This sabotage campaign fulfils three purposes. It imposes the narrative that the end of ETA was not the result of the group’s decision or a demand of Basque society, but a military victory of the Spanish ruling class. Secondly, it puts off a scenario in which the independence project can be defended at the minimum of freedom that can be presumed under bourgeois democracy. Thirdly, the political prisoners can be used as a way to blackmail Basque society into abandoning its aspirations for self-determination.
While in the past a Spanish government might have been interested in entering negotiations, from its current position of superiority, the PP doesn’t see what benefits might come from it.
A broad coalition of the pro-independence left (EH Bildu) was launched after ETA’s ceasefire, binding together Social Democrats and the remnants of the far-left. The coalition managed to evade constitutional banning and got the biggest vote-share the pro-independence left had obtained in decades, becoming the second force behind the PNV in the Basque parliament in 2012. It retained that position in 2016 despite Podemos’s emergence.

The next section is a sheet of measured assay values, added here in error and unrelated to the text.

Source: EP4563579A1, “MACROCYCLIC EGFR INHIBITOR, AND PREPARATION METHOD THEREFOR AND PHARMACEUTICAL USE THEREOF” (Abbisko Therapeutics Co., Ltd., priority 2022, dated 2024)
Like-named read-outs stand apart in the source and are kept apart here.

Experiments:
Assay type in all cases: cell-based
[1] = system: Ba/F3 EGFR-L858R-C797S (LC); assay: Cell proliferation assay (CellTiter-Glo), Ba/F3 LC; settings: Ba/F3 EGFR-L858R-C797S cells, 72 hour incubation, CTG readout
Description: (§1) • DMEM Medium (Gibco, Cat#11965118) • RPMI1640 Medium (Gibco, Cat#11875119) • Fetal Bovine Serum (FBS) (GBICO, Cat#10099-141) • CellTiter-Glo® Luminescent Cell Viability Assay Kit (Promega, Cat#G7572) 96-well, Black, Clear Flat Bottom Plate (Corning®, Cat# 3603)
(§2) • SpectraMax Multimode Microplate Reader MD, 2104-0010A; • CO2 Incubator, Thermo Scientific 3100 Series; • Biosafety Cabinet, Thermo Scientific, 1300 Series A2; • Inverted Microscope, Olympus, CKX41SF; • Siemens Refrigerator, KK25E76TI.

Unfortunately, the nature of this coalition has translated into a movement of the whole Basque left towards a reformist position. The armed struggle might have disappeared, but its political culture remains: again, it is just a few who take the leading role and make decisions, while the role of ordinary people is still to be passive observers who from time to time show their support at the ballot box.
As a result of that lack of confidence in ordinary people, the new Basque left has pinned many hopes on its parliamentary activity and the engagement of international agents (such as Gerry Adams or Tony Blair’s Chief of Staff Johnathan Powell) as the way to lift the blockade of the Conservative government.
Only mass action like that seen in Bilbao, which can make the government’s position become more costly than beneficial, will bring a change in the prisoners’ situation and move the pro-independence movement forward. A new revolutionary left is urgently needed to steer these mobilisations and to argue for independence from a socialist standpoint.